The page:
Mr. COMBEST. It's not like that when you have a bank examination you want a portfolio on a borrower that is not thorough, obviously, to get through that examination. And if you were basically a non-regulated industry, a person could say, "Well, gee, you all just want to make this easy.” But probably some of the concerns we hear most are from people who have had visits by their examiners and that how thorough they were.

The point you made about that you heard of a bank that examiners are questioning the validity of the guaranteed loan because of the delay in getting a claim approved if, in fact, that loan goes bad. Those things begin to cause real concerns in what it is that examiners are going to say to you as bankers if they come into your office and begin to look at these, even though you've had to go through all this work.

Would it be possible, do you think—and I realize this is just one part of the country and there's going to be a lot of other parts of the country that are interested in this as well. Without giving you a whole lot of extra work, would it be possible for you all to come up, as a committee or whatever, a groupmaybe Mike, you're here representing TBA. Maybe TBA could do it or ABA or whoever. I recently met with their agriculture lending committee in Washington—to come up with what you would-not just “this is what it ought to have,” but actually, the papers. I mean, you could come up with what you would think would be an adequate-knowing your experience as lenders, knowing your experience in dealing with examiners who come in and look at you very carefully—and thorough application for farm loans through farm services?

Mr. MAULDIN. If you had a rule pad, I probably could do it real quick. And I don't say that facetiously. I mean, the Farmers Home plan, I've always said, is a very complete document. It's got financial statements. It's got cash flow. The second page talks about did you pay out last year? Did you not? We're going to get all the other

documents for our stuff because the examiners look at it. So, what else is needed?

You need to comply with all the regulations and statutes that you, Congress, have come up with. Well, that's a single piece of paper that signs off, “no, I didn't bribe a Congressman. I've complying to the best of my knowledge, with all the environmental statutes.” They sign off on that, a single signature. And when I say a rule pad, in my opinion—and I haven't talked to these other gentlemen about this—basically, what are we applying for? Are we applying for a $400,000 crop loan? What's going to be the collateral? So, go over that and then, you know, the people in FHA know the Farm and Home Plan. That's their document.

So, basically, we've got one document says what I'm applying for. The next document says, you know, here's my financial statement, here's the cash flow. And leave it to us to lend the money. Leave it to us to do the inspections. Leave it to us to do the other. If they want to come in our banks and do the checklist as we're having now, that's fine. Make sure we're doing it. I don't care. But turn that stuff around. You know, it's not that hard. That's why I get so cotton-pickin' angry about it. It's not that hard.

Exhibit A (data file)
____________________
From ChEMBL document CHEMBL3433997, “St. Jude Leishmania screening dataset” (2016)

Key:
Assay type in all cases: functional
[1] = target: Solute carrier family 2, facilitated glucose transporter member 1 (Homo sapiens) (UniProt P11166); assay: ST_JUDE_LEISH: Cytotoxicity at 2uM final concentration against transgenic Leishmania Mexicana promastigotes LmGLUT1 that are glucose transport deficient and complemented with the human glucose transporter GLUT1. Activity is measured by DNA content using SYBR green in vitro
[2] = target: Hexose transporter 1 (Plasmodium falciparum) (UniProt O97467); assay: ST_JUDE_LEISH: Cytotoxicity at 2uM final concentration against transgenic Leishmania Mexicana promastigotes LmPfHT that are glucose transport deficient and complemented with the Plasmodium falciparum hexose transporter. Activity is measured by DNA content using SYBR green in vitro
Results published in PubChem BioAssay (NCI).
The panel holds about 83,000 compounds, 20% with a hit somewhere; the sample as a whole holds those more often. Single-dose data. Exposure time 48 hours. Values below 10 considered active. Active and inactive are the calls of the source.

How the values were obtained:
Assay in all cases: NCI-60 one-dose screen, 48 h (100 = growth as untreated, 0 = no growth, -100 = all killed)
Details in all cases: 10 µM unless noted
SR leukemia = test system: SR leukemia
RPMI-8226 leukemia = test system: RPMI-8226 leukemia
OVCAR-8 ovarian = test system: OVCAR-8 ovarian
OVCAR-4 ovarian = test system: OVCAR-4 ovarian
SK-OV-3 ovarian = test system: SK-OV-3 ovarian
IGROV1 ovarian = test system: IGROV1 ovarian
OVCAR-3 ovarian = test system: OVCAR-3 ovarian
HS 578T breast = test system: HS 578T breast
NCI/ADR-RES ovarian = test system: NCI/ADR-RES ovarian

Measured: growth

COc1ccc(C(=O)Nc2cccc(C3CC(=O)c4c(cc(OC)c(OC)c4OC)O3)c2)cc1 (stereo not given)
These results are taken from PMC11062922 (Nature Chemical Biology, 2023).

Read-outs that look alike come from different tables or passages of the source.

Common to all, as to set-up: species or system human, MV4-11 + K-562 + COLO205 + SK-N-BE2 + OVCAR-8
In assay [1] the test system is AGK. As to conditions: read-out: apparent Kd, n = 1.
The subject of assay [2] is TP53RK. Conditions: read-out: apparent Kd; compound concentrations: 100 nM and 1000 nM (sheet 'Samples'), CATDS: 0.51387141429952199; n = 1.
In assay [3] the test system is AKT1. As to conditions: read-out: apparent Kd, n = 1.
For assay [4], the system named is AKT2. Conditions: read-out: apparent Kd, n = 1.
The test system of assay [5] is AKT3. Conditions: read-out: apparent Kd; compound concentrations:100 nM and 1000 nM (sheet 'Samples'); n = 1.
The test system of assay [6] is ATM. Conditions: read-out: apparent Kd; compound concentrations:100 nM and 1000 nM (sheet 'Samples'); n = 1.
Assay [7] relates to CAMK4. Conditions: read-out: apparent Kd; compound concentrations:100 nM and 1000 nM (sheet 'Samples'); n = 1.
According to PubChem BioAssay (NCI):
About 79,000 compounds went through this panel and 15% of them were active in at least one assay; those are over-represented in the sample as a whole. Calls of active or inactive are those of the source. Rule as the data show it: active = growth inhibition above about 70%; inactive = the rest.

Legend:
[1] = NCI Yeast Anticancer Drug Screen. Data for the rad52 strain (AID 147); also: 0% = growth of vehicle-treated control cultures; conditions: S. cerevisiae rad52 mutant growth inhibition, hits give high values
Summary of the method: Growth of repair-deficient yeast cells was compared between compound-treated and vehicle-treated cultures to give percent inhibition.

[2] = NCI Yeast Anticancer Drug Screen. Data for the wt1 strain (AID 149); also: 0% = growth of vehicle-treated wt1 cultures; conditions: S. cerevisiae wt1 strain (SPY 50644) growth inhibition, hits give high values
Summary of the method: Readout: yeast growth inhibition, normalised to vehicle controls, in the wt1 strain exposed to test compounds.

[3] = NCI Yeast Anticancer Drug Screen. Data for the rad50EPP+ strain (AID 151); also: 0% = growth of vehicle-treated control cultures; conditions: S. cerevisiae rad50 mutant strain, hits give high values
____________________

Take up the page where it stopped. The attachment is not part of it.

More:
Mr. COMBEST. Yes. From the political reality of this, I think, which is obviously important. Talking about doing something that we can't get done is wasting everybody's time.

But I will play a little bit of the devil's advocate in what I think we would have to make sure we provide. There will be a real potential outcry by groups outside of what we're talking about here, farmers and bankers. It came back when we were looking at the Preferred Lender Program and the Certified Lender Program back in the early 1990's when we were doing that. It is that you can not allow the private sector, i.e., a bank, to make a loan that is dedicating or is potentially spending Federal dollars because this is to their own interest to do this. So, you can't just leave them out there alone and let them go do this. You've got to have a very strong oversight.

Mr. MAULDIN. I agree.

Mr. COMBEST. To some extent, I agree with that. We need to make-well, theoretically. What we would need to do, if we can ever move toward streamlining that process, is to make for certain that the penalty for violating that is so severe that a bank can not afford to violate it.

Mr. MAULDIN. Mr. Wright had pointed out, pull the lending authority.

Mr. COMBEST. Well, yes, or pull something.

Mr. MAULDIN. I'm saying, they should still underwrite it. I mean, they should still look at it because they're the only ones that should have the authority to obligate the Government. We will still send in our application to be reviewed, but you're not going to have this mound of paperwork. But much like the SBA's process. The SBA's process, if you look at their application, it's about like that thick, depending on which application you have. But SBA rates the lenders. If you've got this huge loss ratio, your turnaround time may be much greater, they may pull your authority.

Mr. COMBEST. Well, do you feel comfortable - I'm going to let you all get in here, but I want to run one more thing by you. Do you

« PreviousContinue »